A standard joke among seminarians and first-year priests is that the “newbie” is traditionally assigned the sermon on Trinity Sunday, as any attempt to explain the Holy Trinity (“three in one and one in three”) always ends up in a revolving circle.
Musicologists in the organ world have also attempted to correlate Trinitarian symbolism in the works of Johann Sebastian Bach with respect to key signatures, time signatures, and musical forms. Many believe that Bach’s Trinitarian symbolism may be found in the key of E-flat (3 flats), the key of A Major (3 sharps), time signatures of 3/4 and 3/2, and fugues that consist of three distinct sections rather than the standard through-composed fugal form. Alas, very little of this implied symbolism has musicological documentation and is probably a bit of a stretch at best, and we, therefore, wind back up revolving in a circle.
However, of the 350-plus compositions that exist today in Bach’s collected surviving works (and we know there were more that did not survive), some 11 of his organ chorale preludes are settings of Allein Gott in der Höh (All glory be to God on high), that great German hymn in praise of the Holy Trinity. While many are considered miscellaneous chorale settings, three Bach’s Allein Gott settings are found back-to-back in The Leipzig Chorales: two of those are in the key of A Major (3 sharps), and the middle one is a trio in 3/2 time. Trinitarian symbolism? Hmmm.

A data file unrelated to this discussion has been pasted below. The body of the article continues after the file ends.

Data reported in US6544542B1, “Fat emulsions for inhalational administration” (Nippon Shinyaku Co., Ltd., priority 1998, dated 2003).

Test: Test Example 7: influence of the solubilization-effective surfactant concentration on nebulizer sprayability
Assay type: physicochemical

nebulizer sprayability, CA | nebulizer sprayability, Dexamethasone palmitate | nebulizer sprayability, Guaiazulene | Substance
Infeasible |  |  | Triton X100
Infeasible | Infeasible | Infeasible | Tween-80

Our opening voluntary this Trinity Sunday (May 31) is one of these miscellaneous chorale settings with the catalog number BWV 711, which is a rather late number in Bach’s organ works. BWV numbers refer to the cataloging system of all of Bach’s works, the Bach Werke Verzeichnis (Directory of Bach Works). This setting is for two-part manualiter (organ keyboards only, no pedals) and lines out the chorale tune prominently. This great chorale Allein Gott in der Höh is also found as Hymn 421 in The Hymnal 1982.